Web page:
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Clemson quarterbacks wearing cameras on helmets this spring

Rainier Ehrhardt / Associated Press
Dabo Sweeney will get to see what his quarterbacks are seeing on the field thanks to helmet cameras.

Ohio State has fitted injured quarterback Braxton Miller with a "cap cam" this spring. Clemson's quarterbacks will do Miller one better: They are wearing helmets fitted with a camera.

The rationale behind the cameras is the same at both schools: The quarterbacks "film" what they're seeing, and they later go over the video with the offensive coaches.

While Miller is a veteran, Clemson is looking for a new starter because three-year starter Tajh Boyd has moved on.

Senior Cole Stoudt, sophomore Chad Kelly and true freshman Deshaun Watson are vying for the Tigers' starting job. Stoudt -- whose dad, Cliff, was an NFL quarterback from 1977-89 -- has played in 22 career games and was the presumptive leader heading into spring practice. But Watson, a highly touted recruit who set all sorts of state high school records in Georgia and enrolled early, probably has the best skill set and highest upside of the contenders.

At the least, the camera should help coordinator Chad Morris get a read on whether his quarterbacks are looking where he wants them to look on every play.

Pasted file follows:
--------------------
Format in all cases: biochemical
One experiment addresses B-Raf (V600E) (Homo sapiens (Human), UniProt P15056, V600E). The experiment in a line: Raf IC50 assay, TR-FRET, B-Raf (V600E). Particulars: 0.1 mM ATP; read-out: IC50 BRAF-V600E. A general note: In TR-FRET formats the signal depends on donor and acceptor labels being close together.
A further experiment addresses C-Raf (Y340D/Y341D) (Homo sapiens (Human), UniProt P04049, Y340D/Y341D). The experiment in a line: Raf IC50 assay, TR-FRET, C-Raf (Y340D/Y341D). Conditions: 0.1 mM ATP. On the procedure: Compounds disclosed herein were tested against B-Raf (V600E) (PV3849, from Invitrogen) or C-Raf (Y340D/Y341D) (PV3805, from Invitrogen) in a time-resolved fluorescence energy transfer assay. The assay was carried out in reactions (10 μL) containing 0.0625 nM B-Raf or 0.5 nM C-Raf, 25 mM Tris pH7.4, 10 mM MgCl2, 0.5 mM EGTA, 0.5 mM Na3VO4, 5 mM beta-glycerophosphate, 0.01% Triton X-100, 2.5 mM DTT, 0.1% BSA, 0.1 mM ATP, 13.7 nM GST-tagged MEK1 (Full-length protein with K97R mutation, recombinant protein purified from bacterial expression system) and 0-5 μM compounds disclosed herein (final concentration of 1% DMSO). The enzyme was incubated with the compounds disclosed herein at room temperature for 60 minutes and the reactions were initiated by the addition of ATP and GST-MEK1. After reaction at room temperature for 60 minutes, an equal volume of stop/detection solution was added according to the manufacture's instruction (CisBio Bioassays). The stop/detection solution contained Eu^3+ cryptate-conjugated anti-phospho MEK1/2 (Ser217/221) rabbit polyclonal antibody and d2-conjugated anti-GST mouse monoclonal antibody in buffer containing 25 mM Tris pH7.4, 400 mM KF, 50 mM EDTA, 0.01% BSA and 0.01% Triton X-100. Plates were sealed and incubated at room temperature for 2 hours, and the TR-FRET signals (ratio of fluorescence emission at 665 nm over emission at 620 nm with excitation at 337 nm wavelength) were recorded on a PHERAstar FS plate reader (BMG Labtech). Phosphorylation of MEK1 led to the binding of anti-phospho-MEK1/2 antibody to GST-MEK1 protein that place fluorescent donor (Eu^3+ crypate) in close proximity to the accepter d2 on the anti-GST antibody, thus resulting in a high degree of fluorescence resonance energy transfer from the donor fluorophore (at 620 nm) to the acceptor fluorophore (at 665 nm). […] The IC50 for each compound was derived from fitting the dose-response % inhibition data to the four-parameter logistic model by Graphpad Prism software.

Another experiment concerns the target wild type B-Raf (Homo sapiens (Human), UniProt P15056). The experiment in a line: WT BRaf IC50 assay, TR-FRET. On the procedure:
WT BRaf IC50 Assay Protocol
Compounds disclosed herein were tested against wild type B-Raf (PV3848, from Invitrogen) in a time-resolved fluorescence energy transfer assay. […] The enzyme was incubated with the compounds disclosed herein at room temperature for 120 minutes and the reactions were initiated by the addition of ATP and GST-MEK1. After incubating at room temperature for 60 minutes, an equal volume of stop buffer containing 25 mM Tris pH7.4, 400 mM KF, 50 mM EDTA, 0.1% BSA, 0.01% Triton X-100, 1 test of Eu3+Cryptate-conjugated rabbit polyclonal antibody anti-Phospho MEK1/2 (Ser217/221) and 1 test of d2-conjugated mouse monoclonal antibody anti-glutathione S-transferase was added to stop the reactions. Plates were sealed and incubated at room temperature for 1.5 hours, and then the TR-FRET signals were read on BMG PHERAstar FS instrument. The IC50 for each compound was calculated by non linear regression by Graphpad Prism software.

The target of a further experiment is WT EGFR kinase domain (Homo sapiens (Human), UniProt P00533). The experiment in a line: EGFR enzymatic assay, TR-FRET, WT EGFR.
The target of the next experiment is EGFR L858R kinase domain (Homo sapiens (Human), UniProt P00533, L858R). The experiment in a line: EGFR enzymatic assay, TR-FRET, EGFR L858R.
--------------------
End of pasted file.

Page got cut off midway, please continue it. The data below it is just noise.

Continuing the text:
Presumably, wide receivers could be fitted with these types of cameras soon, too. If you're a coach, seeing what a receiver is seeing would give you an idea of how well-versed they are in running their routes and in breaking down coverages. In addition, why not fit cornerbacks with the cameras? Secondary coaches could make sure the corners are seeing what they need to be seeing.

This type of technology probably makes some fans wonder when players will wear cameras during games. Not to be cynical, but that probably happens about five minutes after college athletic directors figure how to monetize it. We can see it now: Pay $75 for a seat, and for an extra $50, you get a video feed to your phone from the "quarterback cam."

Mike Huguenin can be reached at mike.huguenin@nfl.com. You also can follow him on Twitter @MikeHuguenin.

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